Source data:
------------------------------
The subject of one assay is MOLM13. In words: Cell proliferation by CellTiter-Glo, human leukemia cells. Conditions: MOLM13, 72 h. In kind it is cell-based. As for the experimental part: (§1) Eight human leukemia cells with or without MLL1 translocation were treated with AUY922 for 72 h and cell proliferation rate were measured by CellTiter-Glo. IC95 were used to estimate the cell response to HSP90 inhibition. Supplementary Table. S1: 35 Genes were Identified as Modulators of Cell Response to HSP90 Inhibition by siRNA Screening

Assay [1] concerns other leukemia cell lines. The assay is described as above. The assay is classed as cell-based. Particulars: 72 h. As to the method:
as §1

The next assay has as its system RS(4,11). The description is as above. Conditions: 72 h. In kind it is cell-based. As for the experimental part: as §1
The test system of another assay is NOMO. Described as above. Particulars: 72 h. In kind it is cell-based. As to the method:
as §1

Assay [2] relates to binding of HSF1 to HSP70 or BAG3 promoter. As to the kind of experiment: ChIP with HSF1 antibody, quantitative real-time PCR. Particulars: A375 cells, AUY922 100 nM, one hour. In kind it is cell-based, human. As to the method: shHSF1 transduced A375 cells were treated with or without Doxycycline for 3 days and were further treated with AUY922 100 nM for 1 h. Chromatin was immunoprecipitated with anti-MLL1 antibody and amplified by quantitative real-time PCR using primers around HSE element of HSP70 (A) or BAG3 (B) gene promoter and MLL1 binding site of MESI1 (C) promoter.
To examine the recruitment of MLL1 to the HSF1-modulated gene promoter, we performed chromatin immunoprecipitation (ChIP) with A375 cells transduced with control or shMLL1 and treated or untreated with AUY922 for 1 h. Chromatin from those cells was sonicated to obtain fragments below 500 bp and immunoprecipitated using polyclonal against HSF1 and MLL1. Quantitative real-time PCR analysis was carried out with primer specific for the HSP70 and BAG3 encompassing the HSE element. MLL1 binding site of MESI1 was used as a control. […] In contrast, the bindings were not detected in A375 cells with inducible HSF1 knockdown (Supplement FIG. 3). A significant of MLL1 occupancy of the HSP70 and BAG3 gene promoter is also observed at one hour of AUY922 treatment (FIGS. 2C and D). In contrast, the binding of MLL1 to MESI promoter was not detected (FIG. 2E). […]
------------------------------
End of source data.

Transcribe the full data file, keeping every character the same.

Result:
The subject of one assay is MOLM13. In words: Cell proliferation by CellTiter-Glo, human leukemia cells. Conditions: MOLM13, 72 h. In kind it is cell-based. As for the experimental part: (§1) Eight human leukemia cells with or without MLL1 translocation were treated with AUY922 for 72 h and cell proliferation rate were measured by CellTiter-Glo. IC95 were used to estimate the cell response to HSP90 inhibition. Supplementary Table. S1: 35 Genes were Identified as Modulators of Cell Response to HSP90 Inhibition by siRNA Screening

Assay [1] concerns other leukemia cell lines. The assay is described as above. The assay is classed as cell-based. Particulars: 72 h. As to the method:
as §1

The next assay has as its system RS(4,11). The description is as above. Conditions: 72 h. In kind it is cell-based. As for the experimental part: as §1
The test system of another assay is NOMO. Described as above. Particulars: 72 h. In kind it is cell-based. As to the method:
as §1

Assay [2] relates to binding of HSF1 to HSP70 or BAG3 promoter. As to the kind of experiment: ChIP with HSF1 antibody, quantitative real-time PCR. Particulars: A375 cells, AUY922 100 nM, one hour. In kind it is cell-based, human. As to the method: shHSF1 transduced A375 cells were treated with or without Doxycycline for 3 days and were further treated with AUY922 100 nM for 1 h. Chromatin was immunoprecipitated with anti-MLL1 antibody and amplified by quantitative real-time PCR using primers around HSE element of HSP70 (A) or BAG3 (B) gene promoter and MLL1 binding site of MESI1 (C) promoter.
To examine the recruitment of MLL1 to the HSF1-modulated gene promoter, we performed chromatin immunoprecipitation (ChIP) with A375 cells transduced with control or shMLL1 and treated or untreated with AUY922 for 1 h. Chromatin from those cells was sonicated to obtain fragments below 500 bp and immunoprecipitated using polyclonal against HSF1 and MLL1. Quantitative real-time PCR analysis was carried out with primer specific for the HSP70 and BAG3 encompassing the HSE element. MLL1 binding site of MESI1 was used as a control. […] In contrast, the bindings were not detected in A375 cells with inducible HSF1 knockdown (Supplement FIG. 3). A significant of MLL1 occupancy of the HSP70 and BAG3 gene promoter is also observed at one hour of AUY922 treatment (FIGS. 2C and D). In contrast, the binding of MLL1 to MESI promoter was not detected (FIG. 2E). […]